Researchers discover new chemical sensing technique: Technique allows sharper detail -- and more information -- with near infrared light June 24th, 2016

GraphExeter illuminates bright new future for flexible lighting devices June 23rd, 2016

Soft decoupling of organic molecules on metal June 23rd, 2016

Academic/Education

JPK’s NanoWizard® AFM and ForceRobot® systems are being used in the field of medical diagnostics in the Supersensitive Molecular Layer Laboratory of POSTECH in Korea June 21st, 2016

Weizmann Institute of Science Presents: Weizmann Wonder Wander - 4G - is Online June 21st, 2016

NanoLabNL boosts quality of research facilities as Dutch Toekomstfonds invests firmly June 10th, 2016

The Institute for Transfusion Medicine at the University Hospital of Duisburg-Essen in Germany uses the ZetaView from Particle Metrix to quantify extracellular vesicles June 7th, 2016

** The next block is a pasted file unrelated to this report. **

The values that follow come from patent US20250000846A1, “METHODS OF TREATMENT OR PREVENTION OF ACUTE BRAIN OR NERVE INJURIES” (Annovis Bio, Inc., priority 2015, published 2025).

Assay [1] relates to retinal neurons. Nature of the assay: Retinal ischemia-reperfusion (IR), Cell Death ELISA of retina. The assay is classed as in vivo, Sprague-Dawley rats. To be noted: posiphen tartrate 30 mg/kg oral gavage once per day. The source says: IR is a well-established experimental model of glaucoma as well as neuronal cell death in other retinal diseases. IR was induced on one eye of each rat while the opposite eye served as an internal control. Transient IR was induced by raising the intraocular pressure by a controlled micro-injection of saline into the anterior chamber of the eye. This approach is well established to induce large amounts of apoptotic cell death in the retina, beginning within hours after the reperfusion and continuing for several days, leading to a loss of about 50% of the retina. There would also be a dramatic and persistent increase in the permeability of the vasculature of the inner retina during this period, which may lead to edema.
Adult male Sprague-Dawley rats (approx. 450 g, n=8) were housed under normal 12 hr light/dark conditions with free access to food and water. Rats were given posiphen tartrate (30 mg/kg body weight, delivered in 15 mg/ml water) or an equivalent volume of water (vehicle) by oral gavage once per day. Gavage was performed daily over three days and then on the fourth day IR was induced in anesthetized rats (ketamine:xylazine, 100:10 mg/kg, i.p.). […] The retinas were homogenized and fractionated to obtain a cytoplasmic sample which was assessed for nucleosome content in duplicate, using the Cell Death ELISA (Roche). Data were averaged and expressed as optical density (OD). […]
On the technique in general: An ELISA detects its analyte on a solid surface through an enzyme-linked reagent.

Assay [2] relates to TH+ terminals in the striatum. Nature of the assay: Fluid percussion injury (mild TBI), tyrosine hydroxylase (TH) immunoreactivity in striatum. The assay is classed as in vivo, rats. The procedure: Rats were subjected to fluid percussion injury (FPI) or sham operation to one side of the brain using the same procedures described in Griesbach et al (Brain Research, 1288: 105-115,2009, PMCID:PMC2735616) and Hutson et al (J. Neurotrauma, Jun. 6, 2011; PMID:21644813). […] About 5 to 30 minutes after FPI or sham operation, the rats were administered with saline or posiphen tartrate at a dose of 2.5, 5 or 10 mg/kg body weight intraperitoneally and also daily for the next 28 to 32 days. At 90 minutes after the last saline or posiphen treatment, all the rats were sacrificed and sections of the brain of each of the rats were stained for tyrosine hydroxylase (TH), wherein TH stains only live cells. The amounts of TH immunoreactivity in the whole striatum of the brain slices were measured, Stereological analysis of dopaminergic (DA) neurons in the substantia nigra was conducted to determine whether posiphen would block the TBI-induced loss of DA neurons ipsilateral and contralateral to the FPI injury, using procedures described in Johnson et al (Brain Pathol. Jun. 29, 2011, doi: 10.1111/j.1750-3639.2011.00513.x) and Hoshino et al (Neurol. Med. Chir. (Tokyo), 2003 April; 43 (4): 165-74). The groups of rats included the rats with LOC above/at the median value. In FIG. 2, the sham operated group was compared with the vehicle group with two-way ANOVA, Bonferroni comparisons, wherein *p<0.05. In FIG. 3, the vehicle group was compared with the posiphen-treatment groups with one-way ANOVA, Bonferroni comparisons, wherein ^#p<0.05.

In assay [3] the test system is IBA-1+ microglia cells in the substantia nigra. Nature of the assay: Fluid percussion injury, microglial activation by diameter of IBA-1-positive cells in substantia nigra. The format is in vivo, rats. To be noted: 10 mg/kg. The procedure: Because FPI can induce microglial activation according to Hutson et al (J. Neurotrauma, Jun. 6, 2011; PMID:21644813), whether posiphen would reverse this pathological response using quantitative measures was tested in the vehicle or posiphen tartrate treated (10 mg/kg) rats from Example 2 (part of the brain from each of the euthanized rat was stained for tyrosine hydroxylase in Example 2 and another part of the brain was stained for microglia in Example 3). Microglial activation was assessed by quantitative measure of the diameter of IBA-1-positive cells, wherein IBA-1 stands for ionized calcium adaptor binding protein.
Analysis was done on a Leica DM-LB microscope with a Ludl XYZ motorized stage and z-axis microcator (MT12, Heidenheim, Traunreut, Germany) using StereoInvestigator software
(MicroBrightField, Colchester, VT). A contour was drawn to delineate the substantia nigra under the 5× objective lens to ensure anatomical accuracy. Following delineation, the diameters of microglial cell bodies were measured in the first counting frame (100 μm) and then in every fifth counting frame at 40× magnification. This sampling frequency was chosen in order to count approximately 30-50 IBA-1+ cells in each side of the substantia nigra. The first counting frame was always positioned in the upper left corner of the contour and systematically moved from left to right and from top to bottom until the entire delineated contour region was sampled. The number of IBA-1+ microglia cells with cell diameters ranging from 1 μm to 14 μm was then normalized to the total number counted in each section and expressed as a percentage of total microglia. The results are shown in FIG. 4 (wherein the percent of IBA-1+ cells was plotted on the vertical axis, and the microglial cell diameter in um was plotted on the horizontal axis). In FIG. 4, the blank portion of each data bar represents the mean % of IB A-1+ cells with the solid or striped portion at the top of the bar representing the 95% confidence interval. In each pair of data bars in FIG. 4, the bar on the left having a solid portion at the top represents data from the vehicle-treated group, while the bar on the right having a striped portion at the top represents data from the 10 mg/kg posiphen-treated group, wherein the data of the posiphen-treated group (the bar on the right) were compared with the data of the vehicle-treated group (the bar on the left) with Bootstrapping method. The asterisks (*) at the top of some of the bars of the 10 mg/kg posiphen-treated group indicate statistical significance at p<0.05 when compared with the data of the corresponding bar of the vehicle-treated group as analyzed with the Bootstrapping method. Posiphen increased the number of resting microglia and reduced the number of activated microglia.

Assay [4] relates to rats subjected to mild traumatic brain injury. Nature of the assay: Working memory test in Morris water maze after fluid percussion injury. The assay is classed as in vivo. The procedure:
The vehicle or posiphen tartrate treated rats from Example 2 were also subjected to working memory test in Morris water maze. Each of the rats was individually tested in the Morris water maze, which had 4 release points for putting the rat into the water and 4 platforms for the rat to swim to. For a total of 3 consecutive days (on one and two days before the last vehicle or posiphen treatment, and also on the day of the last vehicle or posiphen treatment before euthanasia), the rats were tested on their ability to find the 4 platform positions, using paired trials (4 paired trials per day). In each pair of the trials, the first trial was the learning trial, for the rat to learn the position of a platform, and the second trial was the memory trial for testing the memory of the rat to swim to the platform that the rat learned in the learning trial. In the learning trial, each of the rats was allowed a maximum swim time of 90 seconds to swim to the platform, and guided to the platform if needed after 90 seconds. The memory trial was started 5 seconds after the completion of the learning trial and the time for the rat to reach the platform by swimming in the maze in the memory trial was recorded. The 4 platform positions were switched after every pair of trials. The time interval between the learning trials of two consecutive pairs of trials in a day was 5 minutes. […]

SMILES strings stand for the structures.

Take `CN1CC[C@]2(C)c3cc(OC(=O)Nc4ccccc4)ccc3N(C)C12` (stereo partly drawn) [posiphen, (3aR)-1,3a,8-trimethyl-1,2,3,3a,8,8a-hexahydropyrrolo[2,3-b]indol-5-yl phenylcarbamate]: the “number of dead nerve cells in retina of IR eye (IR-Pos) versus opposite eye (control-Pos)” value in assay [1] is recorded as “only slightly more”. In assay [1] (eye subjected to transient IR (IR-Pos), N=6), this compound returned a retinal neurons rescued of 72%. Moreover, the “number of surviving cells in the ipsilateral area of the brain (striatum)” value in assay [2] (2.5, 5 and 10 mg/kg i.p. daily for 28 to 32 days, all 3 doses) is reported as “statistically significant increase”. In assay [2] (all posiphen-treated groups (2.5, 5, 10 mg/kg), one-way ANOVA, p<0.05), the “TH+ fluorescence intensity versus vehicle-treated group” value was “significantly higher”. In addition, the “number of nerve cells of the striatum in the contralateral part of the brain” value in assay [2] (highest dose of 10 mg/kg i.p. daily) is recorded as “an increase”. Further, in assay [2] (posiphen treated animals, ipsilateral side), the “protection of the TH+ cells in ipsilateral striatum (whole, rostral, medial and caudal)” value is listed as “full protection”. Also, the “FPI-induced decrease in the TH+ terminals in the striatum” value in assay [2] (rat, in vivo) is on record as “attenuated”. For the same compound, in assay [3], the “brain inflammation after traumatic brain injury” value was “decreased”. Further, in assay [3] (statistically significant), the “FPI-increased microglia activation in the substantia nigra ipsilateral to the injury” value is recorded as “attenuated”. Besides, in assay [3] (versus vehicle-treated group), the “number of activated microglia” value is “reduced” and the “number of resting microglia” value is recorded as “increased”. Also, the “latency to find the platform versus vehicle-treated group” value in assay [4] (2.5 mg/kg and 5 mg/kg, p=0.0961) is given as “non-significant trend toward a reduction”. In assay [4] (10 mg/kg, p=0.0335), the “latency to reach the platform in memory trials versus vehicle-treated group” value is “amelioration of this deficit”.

Chip Technology

GraphExeter illuminates bright new future for flexible lighting devices June 23rd, 2016

Soft decoupling of organic molecules on metal June 23rd, 2016

Particle zoo in a quantum computer: First experimental quantum simulation of particle physics phenomena June 23rd, 2016

Nanometrics to Participate in the 8th Annual CEO Investor Summit: Investor Event Held Concurrently with SEMICON West 2016 in San Francisco June 22nd, 2016

Nanomedicine

Nanotechnology and math deliver two-in-one punch for cancer therapy resistance June 24th, 2016

Self-assembling icosahedral protein designed: Self-assembling icosahedral protein designed June 22nd, 2016

Stealth nanocapsules kill Chagas parasites in mouse models June 22nd, 2016

Artificial synapse rivals biological ones in energy consumption June 21st, 2016

Nanoelectronics

Soft decoupling of organic molecules on metal June 23rd, 2016

Tailored DNA shifts electrons into the 'fast lane': DNA nanowire improved by altering sequences June 22nd, 2016

Scientists engineer tunable DNA for electronics applications June 21st, 2016